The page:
A(nn) G(race) Mojtabai 1938–
Mojtabai's two most critically successful novels, Mundome (1974) and Autumn (1982), are narratives which take place almost completely within the mind of a character. They reflect her attempt to deal with "a state of mind, a voice" rather than with action or plot. Mundome, about a man caring for his mentally disturbed sister and worrying about his loss of sanity, was especially well received by critics. Margaret Atwood called it "a gem of a book: small, brilliant, cut with lapidary precision, and static. It is a novel in which little happens but much is said, and it is said remarkably well." Autumn was uniformly praised for its unsentimental treatment of a man growing old after the loss of his wife.
Mojtabai's other two novels have more conventional plots. The 400 Eels of Sigmund Freud (1976) is the story of a group of high school students confined to a mansion as part of a scientific experiment. A Stopping Place (1979), set in Pakistan where Mojtabai has lived, is both a story of foreign intrigue and also of the cultural differences between East and West. Her style, which some critics have described as pure, simple, and clear, and others as bleak, bloodless, and stark, is perhaps not so well suited to these more traditional novels and they have received mixed reviews.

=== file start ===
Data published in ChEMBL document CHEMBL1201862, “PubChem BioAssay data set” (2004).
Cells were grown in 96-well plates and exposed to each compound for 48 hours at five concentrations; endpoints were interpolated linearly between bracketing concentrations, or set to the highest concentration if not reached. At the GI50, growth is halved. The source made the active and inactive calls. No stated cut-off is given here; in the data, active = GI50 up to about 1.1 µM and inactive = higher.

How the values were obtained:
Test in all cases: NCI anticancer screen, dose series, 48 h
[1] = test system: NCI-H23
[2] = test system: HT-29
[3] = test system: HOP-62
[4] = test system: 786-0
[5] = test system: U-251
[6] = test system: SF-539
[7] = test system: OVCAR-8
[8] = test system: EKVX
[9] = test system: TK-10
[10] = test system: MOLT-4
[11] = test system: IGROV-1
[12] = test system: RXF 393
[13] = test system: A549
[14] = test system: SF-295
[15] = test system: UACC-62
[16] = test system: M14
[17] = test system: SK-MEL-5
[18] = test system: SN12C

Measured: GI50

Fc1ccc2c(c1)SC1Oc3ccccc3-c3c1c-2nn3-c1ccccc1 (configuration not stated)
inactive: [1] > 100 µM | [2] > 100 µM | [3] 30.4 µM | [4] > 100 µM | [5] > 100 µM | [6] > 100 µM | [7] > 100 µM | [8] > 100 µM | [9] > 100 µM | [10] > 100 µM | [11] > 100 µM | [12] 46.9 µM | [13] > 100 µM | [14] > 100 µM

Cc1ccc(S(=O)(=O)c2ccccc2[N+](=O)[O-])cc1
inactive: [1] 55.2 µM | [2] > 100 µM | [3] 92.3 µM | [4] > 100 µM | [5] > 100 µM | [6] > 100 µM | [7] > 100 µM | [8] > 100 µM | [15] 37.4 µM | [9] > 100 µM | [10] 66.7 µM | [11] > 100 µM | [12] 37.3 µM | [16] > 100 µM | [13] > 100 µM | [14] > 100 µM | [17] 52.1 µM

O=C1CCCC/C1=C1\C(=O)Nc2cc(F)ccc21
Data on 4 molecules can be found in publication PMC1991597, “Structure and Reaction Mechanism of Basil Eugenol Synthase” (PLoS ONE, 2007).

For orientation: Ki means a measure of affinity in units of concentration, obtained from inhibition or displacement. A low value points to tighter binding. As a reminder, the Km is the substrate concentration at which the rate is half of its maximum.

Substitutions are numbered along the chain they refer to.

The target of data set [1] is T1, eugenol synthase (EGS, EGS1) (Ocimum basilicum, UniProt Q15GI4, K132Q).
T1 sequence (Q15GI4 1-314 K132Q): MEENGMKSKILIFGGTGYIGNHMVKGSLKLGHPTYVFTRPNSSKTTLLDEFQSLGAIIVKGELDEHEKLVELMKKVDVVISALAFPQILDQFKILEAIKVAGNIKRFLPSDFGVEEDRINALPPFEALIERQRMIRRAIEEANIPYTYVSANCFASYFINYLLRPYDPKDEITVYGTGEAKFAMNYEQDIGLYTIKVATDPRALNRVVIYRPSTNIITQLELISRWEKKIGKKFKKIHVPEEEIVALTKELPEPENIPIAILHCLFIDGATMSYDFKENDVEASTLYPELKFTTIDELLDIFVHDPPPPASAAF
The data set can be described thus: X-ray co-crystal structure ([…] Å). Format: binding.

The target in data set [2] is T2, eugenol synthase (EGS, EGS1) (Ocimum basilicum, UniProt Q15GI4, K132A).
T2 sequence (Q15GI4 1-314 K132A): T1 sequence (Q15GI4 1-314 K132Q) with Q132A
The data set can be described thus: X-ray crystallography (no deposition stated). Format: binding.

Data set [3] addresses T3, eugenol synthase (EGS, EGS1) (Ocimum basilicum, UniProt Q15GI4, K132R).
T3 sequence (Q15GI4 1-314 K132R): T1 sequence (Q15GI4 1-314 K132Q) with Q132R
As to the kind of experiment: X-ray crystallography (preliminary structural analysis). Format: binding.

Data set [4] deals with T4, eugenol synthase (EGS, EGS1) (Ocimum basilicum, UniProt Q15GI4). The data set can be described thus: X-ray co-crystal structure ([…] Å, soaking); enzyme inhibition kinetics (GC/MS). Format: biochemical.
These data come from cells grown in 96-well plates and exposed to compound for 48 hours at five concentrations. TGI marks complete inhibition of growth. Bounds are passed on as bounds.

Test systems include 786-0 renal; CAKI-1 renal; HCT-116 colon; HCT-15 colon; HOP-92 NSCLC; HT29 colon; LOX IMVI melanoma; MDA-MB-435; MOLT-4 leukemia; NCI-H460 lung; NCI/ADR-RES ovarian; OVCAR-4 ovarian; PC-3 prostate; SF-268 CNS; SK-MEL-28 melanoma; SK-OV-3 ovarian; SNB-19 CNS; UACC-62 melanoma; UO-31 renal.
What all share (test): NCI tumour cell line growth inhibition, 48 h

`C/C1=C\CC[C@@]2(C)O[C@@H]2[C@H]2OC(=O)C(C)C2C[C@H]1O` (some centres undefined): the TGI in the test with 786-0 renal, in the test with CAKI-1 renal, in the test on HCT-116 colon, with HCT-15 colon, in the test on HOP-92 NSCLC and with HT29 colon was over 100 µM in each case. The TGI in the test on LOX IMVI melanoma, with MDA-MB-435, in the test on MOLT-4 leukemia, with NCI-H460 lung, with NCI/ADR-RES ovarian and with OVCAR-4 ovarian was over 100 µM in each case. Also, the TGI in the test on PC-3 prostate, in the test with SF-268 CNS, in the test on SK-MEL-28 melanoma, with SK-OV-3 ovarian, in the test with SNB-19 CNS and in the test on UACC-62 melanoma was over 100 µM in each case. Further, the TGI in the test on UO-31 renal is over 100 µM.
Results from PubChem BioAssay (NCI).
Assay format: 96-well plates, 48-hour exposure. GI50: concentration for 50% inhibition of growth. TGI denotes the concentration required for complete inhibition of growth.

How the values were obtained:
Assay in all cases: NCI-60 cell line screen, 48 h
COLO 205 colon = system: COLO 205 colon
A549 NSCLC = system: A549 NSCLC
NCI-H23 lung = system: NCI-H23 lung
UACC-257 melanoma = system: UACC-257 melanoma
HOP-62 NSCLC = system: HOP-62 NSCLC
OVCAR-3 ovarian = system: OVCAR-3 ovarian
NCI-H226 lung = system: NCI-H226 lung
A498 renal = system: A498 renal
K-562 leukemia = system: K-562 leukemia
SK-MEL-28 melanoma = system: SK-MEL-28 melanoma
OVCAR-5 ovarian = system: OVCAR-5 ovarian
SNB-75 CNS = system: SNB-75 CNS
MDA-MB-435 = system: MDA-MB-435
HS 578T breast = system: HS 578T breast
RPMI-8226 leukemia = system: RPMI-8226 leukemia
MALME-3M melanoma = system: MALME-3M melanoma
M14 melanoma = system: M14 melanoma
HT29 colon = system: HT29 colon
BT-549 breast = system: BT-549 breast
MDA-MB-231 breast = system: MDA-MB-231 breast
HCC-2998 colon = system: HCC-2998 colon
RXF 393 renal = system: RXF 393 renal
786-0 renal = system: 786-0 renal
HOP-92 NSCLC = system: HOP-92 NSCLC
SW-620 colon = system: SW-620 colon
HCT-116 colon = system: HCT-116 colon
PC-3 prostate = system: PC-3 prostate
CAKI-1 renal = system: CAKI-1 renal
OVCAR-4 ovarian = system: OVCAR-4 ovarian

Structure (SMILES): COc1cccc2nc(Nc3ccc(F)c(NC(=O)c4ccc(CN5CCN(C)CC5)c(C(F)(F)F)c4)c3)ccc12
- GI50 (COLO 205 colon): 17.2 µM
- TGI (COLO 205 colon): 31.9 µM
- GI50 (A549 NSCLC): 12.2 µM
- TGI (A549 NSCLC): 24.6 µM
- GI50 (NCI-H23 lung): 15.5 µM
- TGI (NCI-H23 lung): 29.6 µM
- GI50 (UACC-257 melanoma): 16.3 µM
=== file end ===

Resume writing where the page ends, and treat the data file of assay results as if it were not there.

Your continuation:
(See also CLC, Vols. 5, 9, 15 and Contemporary Authors, Vols. 85-88.)